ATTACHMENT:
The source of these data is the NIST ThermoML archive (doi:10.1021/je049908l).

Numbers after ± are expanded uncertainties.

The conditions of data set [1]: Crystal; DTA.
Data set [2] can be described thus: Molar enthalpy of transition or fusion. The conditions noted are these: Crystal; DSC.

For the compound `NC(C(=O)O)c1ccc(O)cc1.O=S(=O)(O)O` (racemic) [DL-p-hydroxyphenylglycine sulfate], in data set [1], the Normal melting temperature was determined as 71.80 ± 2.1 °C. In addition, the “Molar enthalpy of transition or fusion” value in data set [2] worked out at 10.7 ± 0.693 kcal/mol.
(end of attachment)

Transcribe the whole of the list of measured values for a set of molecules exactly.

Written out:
The source of these data is the NIST ThermoML archive (doi:10.1021/je049908l).

Numbers after ± are expanded uncertainties.

The conditions of data set [1]: Crystal; DTA.
Data set [2] can be described thus: Molar enthalpy of transition or fusion. The conditions noted are these: Crystal; DSC.

For the compound `NC(C(=O)O)c1ccc(O)cc1.O=S(=O)(O)O` (racemic) [DL-p-hydroxyphenylglycine sulfate], in data set [1], the Normal melting temperature was determined as 71.80 ± 2.1 °C. In addition, the “Molar enthalpy of transition or fusion” value in data set [2] worked out at 10.7 ± 0.693 kcal/mol.